As we’ve talked about many times, despite significant improvements over the last several years in high school dropout rates – those kids who leave or are pushed out of high school before graduation – Michigan continues to struggle with real improvement in our 4-, 5- or 6-year graduation rates.  We continue to see significant numbers of young people who are failing to graduate in a 4-year timetable, but are still trying to hang on toward a high school credential.  Unfortunately, we’ve also seen flat or falling investment in the very programs that work for older youth.

The educational attainment of mothers is a key predictor of future success for children.  Not only do parents with limited education have more limited income, but they may also face more challenges navigating systems like education and health care for their children.  In 2012, fully one in eight births in Michigan was to a mother without a high school credential.  We know that it will take young women who give birth in their teens, and often the young men who have fathered those children, more time and more flexible paths to succeed in high school, and we know that there are limited resources for adults who may want to come back to complete that credential after their children are a bit older.

This is unacceptable.   The impact is clear – high school graduation at LEAST is essential to navigate our current economy and society.  The more young people we leave behind because we haven’t provided enough flexible paths to help them build a strong educational foundation for their families; the more challenged Michigan’s communities, schools and economies will remain.  And as the Right Start report indicates, this includes leaving behind our youngest children who may then face subsequent challenges as well.

Luckily, the elections in August and November give all of us a bully pulpit to make sure that decision-makers understand that we expect educational success for everyone, and that we will be glad to assist them if they commit to that path once in office.  Be sure to talk to candidates about this issue if it is one you are particularly passionate about.  Learn more about how you can get engaged in the elections by visiting the Michigan Sandbox Party website.

– Michele Corey

On the 2014 Campaign Trail for Michigan Children

June 16, 2014 – I’d like to introduce you to the new Michigan’s Children Sandbox Party website. You’ll notice some significant changes to the Sandbox Party website. First, the Sandbox Party has joined efforts with Michigan’s Children to raise awareness on children’s issues and to ensure that public policies are made in the best interest of children. As a project of Michigan’s Children, the Sandbox Party will shift its focus from early childhood issues to a whole-child cradle-to-career approach. With this shift, you will be gaining a more comprehensive look at children, youth and families with the earliest years as a very important piece of that.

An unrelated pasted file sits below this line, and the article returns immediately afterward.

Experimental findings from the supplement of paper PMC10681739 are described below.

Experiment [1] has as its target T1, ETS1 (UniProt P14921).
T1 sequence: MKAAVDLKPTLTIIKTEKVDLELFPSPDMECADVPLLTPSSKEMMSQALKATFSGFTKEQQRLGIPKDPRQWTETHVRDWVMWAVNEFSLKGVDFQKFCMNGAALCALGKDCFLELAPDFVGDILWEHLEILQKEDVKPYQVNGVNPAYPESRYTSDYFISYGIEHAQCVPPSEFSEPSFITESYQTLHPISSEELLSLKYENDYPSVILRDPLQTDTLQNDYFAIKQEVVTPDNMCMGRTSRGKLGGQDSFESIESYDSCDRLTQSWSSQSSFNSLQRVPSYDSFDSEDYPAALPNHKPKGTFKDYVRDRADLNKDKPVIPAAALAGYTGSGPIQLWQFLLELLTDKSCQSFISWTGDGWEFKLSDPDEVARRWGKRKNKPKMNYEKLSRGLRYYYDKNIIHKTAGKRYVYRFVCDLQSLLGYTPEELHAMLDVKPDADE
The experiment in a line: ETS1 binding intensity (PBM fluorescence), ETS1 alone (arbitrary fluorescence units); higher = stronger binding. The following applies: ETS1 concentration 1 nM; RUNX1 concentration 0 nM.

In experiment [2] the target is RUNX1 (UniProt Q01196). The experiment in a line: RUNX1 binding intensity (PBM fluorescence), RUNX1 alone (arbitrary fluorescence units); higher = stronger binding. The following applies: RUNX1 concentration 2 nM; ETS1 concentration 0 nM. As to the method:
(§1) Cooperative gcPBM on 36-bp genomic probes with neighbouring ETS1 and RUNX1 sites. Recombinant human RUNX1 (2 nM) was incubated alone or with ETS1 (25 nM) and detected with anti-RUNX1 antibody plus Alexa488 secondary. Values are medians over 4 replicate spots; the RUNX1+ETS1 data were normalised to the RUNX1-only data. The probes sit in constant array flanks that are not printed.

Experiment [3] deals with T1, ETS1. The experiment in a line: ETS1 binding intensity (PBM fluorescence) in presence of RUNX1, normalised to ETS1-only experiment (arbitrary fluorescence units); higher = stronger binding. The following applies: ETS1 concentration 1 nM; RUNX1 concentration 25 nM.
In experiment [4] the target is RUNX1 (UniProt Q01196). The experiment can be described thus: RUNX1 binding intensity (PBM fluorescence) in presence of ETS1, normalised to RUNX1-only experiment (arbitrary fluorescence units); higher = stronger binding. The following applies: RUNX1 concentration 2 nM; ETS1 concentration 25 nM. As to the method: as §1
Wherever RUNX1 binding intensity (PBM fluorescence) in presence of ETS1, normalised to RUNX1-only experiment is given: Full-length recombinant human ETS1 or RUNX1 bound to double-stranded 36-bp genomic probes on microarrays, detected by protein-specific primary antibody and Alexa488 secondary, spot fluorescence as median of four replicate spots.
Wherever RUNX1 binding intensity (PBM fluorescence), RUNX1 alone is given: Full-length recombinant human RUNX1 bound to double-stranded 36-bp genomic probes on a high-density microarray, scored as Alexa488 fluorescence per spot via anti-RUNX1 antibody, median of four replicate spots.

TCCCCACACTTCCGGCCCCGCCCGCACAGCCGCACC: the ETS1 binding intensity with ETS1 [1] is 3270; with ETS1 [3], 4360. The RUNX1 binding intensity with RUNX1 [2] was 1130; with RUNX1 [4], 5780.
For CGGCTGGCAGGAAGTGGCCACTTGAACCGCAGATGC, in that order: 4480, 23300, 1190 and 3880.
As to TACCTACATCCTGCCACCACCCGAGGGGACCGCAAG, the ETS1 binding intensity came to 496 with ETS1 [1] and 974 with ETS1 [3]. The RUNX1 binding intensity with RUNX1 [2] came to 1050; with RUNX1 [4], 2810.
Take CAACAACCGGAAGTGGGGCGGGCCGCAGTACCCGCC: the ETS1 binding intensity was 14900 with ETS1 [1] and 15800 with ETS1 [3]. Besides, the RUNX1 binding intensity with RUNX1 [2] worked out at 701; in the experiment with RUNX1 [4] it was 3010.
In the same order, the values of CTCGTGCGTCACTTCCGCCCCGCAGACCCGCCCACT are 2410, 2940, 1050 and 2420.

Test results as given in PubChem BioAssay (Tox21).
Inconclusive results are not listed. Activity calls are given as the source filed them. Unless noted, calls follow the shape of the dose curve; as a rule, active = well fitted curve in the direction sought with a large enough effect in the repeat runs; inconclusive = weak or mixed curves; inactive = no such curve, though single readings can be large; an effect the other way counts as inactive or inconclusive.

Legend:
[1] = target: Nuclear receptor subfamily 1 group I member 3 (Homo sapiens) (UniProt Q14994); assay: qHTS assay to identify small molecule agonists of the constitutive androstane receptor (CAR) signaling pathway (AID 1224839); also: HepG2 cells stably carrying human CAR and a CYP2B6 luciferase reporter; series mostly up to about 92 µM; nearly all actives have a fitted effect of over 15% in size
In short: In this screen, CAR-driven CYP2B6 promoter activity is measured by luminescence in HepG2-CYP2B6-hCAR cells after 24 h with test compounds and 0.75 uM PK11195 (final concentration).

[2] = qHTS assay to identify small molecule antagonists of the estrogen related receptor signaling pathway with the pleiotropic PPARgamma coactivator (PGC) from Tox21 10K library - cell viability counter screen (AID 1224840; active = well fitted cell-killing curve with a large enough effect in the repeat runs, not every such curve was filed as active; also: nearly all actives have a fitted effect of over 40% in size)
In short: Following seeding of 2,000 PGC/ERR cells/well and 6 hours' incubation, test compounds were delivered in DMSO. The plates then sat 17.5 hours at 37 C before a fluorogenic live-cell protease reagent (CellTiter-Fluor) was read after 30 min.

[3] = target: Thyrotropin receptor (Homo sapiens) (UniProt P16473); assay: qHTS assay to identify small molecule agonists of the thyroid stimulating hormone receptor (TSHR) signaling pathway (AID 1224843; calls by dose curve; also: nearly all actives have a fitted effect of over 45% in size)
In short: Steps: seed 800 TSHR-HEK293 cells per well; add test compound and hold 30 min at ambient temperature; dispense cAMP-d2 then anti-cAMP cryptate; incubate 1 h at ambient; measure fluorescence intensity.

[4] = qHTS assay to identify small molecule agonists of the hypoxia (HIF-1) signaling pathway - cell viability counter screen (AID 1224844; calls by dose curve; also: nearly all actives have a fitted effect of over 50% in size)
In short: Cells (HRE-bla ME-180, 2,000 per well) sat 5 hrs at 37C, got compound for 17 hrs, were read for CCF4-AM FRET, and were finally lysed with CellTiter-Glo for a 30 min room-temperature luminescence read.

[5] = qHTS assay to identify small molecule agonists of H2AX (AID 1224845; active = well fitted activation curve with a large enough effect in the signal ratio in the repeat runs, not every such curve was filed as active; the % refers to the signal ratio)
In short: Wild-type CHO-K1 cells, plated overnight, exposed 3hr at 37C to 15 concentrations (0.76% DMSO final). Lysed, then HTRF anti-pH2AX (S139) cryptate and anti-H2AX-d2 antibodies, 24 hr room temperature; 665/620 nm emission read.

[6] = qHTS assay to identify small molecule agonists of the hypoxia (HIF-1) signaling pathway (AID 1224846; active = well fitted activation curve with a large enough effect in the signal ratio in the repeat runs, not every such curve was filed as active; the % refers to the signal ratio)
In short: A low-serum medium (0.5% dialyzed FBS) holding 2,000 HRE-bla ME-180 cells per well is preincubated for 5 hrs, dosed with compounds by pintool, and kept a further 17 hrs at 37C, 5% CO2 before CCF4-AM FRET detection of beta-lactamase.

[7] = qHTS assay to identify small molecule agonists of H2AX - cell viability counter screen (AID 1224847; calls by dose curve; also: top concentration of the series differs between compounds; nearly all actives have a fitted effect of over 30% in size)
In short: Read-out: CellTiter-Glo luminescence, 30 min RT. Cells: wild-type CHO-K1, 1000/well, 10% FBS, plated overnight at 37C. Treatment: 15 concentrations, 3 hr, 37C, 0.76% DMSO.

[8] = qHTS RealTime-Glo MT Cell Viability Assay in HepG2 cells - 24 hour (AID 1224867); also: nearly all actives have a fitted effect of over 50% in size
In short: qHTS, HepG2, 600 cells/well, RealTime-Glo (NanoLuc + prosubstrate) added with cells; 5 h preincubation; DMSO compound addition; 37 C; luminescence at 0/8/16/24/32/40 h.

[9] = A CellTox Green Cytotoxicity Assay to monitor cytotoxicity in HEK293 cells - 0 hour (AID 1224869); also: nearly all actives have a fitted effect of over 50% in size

Also, between now and November, the Sandbox Party will be focusing all of its attention on the 2014 elections. This 2014 election season holds the potential for great change in Michigan and with it, the opportunities and possibilities for significantly improving the lives of Michigan’s greatest resource – our children. Our new website will provide a lot of opportunities for you to learn more about the upcoming elections. One page of the website is dedicated to statewide races – highlighting the Governor’s race and the U.S. Senate race – with a focus on what those candidates are saying about children and family issues. You can also find a list of all of the local candidates running for office in your community by visiting the local races section of our website, which also features highlights of some particularly competitive local races.

The What’s Happening section of the website will provide you with a calendar of events in your community as it relates to the elections – whether it be candidate town halls, local candidate forums, or other meet-and-greet opportunities for you to engage with those running for public office.

This entire website is meant to provide you with the information and tools you need to become engaged this election season and ensure that those you vote into office prioritize the needs of Michigan children and families.

Though the general elections are about five months away, many decisions will be made in the primary elections in early August because of the demographics of those districts. In districts where the majority of voters identify with one political party, the winner of the primaries will very likely go on to win the general elections. Thus, making sure that you go out and vote on August 5th is critical.

So, please take a look around our new website, share this resource with your friends and network, and visit us often.

-Matt Gillard